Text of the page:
Fiction, fairy tales, and fiat
Do young Americans today know anything about economics?
No, they don't, according to a study during the 2016 presidential primary season, which says lots of other Americans don't either.
The survey found 58% of millennials favor government-run socialism (statistically 6 out of 10), while a nearly identical number (64%) don't want government interference in free markets.
The incompatible findings make no sense, unless... Americans aged 18-24 simply don't understand the real meanings of either concept.
Sadly, the study says that's true of one-third of all Americans. Not a clue. The evidence was the large following behind avowed socialist Bernie Sanders during his presidential campaign.
This lack of understanding is concerning, as the implications for individual lives and the nation's future are significant. Witness the latest failure of socialism in Venezuela, where millions are rebelling against the government-controlled economy driving their lives into the dirt.
We know one answer. The thrust of government influenced, politically correct education for many decades has been to rewrite history and literature, aimed at growing government power while diminishing individual liberties. It starts with childhood.
The first global macro-economics lesson ever taught to children was The Legend of Robin Hood
Ask anyone, and you'll hear Robin Hood was the guy who robbed the rich to give to the poor. The ingrained implication is clear – sharing the wealth through class conflict is the way to go.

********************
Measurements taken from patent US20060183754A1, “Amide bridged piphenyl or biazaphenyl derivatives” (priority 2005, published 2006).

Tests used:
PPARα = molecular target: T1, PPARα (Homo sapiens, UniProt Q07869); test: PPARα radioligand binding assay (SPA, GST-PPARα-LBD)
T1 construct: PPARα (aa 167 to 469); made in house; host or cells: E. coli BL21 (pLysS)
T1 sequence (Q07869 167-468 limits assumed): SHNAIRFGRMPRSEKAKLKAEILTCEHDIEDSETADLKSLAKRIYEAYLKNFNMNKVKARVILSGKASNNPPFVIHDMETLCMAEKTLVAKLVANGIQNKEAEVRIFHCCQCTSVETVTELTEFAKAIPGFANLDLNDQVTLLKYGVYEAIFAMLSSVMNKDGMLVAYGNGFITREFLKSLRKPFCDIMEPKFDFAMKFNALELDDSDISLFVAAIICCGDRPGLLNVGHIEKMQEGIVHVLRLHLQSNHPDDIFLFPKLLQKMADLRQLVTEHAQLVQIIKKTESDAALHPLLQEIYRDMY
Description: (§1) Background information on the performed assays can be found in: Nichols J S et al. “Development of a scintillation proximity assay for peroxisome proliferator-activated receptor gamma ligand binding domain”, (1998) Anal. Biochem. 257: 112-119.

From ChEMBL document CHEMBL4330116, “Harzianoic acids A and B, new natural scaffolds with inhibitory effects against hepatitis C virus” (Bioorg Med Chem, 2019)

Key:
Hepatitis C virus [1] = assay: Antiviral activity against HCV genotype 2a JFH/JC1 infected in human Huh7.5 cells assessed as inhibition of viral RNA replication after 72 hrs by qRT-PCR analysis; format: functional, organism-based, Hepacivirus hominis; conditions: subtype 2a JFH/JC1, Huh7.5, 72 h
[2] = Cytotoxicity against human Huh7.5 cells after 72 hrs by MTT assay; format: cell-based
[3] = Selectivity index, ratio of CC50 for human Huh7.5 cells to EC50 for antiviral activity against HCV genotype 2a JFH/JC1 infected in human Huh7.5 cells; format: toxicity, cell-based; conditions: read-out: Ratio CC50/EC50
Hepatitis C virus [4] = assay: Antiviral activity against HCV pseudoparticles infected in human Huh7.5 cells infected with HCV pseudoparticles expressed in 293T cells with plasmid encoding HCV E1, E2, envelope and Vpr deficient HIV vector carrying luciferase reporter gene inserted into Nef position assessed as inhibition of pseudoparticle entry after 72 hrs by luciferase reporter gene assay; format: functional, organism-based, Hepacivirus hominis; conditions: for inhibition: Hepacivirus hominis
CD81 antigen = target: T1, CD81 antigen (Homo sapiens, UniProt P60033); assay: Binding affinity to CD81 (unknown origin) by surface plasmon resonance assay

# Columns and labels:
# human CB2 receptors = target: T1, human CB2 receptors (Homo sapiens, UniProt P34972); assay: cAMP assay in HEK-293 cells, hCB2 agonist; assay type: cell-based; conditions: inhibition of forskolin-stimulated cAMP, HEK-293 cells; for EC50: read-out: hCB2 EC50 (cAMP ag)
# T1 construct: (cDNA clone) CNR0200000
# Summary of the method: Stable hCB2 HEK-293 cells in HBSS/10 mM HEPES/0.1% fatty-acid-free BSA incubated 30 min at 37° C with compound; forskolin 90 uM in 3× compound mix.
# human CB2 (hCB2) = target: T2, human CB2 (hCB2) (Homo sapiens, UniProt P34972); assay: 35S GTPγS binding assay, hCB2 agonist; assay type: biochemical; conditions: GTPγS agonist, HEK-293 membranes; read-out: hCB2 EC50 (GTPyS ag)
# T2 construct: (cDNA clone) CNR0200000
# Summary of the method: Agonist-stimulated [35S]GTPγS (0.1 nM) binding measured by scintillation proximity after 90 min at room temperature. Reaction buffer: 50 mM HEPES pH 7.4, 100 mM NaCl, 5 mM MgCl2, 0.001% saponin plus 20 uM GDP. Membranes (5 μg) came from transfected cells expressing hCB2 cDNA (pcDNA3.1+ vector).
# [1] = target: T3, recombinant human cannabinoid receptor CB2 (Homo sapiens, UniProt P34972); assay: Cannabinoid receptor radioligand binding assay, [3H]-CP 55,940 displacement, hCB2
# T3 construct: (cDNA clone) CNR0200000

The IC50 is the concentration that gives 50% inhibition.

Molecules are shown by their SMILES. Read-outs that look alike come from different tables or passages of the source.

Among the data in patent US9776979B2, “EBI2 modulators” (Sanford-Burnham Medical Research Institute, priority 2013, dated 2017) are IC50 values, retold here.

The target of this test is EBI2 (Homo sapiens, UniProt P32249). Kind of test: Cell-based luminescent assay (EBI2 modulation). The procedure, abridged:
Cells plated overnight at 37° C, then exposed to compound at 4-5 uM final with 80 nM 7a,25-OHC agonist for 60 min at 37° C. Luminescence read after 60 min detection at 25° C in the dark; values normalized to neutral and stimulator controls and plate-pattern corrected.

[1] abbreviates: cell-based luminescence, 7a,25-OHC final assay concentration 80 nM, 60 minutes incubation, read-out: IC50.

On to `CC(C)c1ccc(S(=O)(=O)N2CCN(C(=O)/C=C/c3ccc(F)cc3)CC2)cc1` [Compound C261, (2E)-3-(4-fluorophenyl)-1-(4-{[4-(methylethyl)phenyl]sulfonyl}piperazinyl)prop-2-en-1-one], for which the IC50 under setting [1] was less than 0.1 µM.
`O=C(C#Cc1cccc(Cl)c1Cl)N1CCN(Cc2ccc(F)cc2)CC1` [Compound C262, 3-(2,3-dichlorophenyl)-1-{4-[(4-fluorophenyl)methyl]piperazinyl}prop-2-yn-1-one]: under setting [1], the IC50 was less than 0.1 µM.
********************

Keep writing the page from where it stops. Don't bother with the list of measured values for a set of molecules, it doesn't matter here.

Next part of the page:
Balladeers passed along this folk tale beginning 600 years ago. Since silent movie days, Robin Hood has been played as champion of the oppressed by every major entertainer from Errol Flynn to Kermit The Frog.
Even Bill Clinton marketed the popular view in recent days. "I was sorta Robin Hood," he said, defending the millions he's raked in selling influence around the globe.
We're sorry to bring this up now, but we've all been living a lie.
The "rich" in Robin Hood's days were primarily government bureaucratic officials, bestowed with royal titles, and beholden to the king. Robin's constant nemesis was the Sheriff of Nottingham, the onerous, tyrannical tax collector.
The Merry Men of Sherwood Forest were in reality anti-government, anti-tax activists! Robin Hood was busy hijacking the IRS!
But that's certainly not a plot line government's compliant educators wanted planted in young, inquiring minds. Over the years they pushed a wholly incorrect socialist view of Robin Hood, burying the anti-tax storyline.
A few weeks after you elect a new president, win or lose, you'll want time to enjoy the holidays. MGM's The Wizard of Oz will air often between Thanksgiving and Christmas, a screen classic now for 77 years.
What you're getting is another rewrite.
You'll see Judy Garland as Dorothy, ripped from her home by a tornado, off to discover the truth of courage, intelligence, and heartfelt compassion.
That 1939 film became instantly, universally loved. In 1941, two brigades of burly Australian troops marched across North Africa against Nazi tanks singing "The Wonderful Wizard of Oz."